State of the College: Private-public partnerships create new programs

Clark finds new funding sources as state contribution dips



Clark College President Bob Knight gives the State of the College address at Gaiser Hall on Thursday. Penguin Promise on the screen behind Knight refers to a new college scholarship program.

See a video of Clark College President Bob Knight's State of the College speech at the bottom of this story.

Bob Knight, president of Clark College, gave his annual State of the College address Thursday.

See a video of Clark College President Bob Knight’s State of the College speech at the bottom of this story.

Clark College has done more with less in recent years, mostly due to private-public partnerships, said college President Bob Knight during his annual State of the College address Thursday.

The college at this point can hardly be called “state-funded” anymore, Knight said. It’s merely “state-assisted” now, he said.

Knight spent much of his speech at the Gaiser Student Center highlighting new programs or facilities on campus that were made possible by contributions from businesses and individuals. Shortly before Knight took the Gaiser stage, he signed on to the latest such partnership.

In a small room above the student center Thursday morning, Knight and representatives from the Boys and Girls Club of Southwest Washington signed an agreement establishing a scholarship program called Penguin Promise.

Basically, it pays for certain students to go to Clark for up to three years if they follow a strict regimen during their earlier schooling from eighth grade on.

The program will not use any current college dollars. Instead, the Clark College Foundation and the Boys and Girls Club will be looking for donations to set up an endowment, Ara Serjoie, vice president of the foundation, told The Columbian.

The program will start enlisting its first middle and high school students this fall. The students will sign a pledge in eighth grade — joining the program later reduces their scholarship — to play by a list of rules for the remainder of their school career.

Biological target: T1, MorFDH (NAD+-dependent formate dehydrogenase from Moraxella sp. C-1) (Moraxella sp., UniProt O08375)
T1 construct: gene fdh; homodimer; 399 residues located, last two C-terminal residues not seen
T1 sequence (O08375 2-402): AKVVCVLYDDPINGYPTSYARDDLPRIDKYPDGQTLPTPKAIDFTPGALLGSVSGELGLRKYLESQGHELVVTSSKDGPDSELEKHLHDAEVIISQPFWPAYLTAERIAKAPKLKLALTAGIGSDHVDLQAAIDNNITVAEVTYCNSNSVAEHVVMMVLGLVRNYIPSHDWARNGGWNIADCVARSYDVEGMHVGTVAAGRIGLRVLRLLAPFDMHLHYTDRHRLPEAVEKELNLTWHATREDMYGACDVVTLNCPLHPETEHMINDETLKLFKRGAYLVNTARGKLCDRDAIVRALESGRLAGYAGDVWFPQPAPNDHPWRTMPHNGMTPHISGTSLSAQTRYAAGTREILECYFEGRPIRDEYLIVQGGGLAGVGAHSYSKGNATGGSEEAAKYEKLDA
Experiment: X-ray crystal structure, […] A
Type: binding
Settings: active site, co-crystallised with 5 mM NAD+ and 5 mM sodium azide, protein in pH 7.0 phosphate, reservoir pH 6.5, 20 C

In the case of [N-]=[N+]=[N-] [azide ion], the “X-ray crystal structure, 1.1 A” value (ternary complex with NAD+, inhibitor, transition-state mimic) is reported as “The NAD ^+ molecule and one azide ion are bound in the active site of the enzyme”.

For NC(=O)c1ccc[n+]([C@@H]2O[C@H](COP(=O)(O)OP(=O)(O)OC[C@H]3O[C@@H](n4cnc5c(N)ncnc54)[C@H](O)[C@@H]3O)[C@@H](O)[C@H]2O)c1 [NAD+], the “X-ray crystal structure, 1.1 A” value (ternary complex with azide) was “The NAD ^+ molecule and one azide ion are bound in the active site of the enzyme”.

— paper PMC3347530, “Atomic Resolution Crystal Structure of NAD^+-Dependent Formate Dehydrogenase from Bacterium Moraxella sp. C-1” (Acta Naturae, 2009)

Candidates must be Clark County residents who attend the Boys and Girls Club, Knight said.

They must take math and English classes, and must have an average attendance rate above 90 percent during all four years of high school.

They must enter Clark within two years of getting their high school diploma and maintain a grade-point average of at least 2.0 there.

The students will have mentors available at the Boys and Girls Club and the college. The program mainly targets at-risk populations and first-generation college students, but there will not be a set income limit to apply, Serjoie said.

The scholarship is meant as a “top-off” fund, meaning it kicks in after other grants or scholarships are exhausted, he said. Students in the program will be expected to apply for at least two other sources of college money. They will not be expected to take out loans, Serjoie said.

The first group of students — up to 25 will be accepted each year — would enter Clark in 2016, Knight said.

If the program and the fundraising are successful, Penguin Promise would be expanded communitywide, Knight said.

Other recent private-public projects at Clark include a program that trains PeaceHealth Southwest Medical Center workers to become state-certified nursing assistants, an early-learning center made possible by the Oliva family, and a new dental hygiene lab mostly paid for by the Roy and Virginia Andersen Endowment Fund, Knight said.

Those partnerships and donations have somewhat softened the blow of repeated state budget cuts. A few years ago, the state paid about 60 percent of Clark’s operating expenses, Knight said. By the end of this year — after the next anticipated round of cuts — the state is expected to cover less than 40 percent, he said.

In the same period, students saw their tuition rise nearly 30 percent. Tuition will rise by another 12 percent next year, Knight said. That increase is set at the state level, not by the college. More and more students take out loans to cover rising expenses, Knight said.

A recommendation by Gov. Chris Gregoire to slash higher education payments by 13 percent to help balance the state budget would take $3 million from Clark, Knight said. About $1 million would be recouped by the tuition increase.

“These are tough times and we’re not asking for a budget increase,” Knight said.

But further cuts would slow the training of workers and hurt the economic recovery, he said. Gregoire also suggested to temporarily raise the state sales tax by one-half cent and have that revenue go to education.

Knight called that proposed increase a “wise investment in our state.”

Jacques Von Lunen: 360-735-4515; jacques.vonlunen//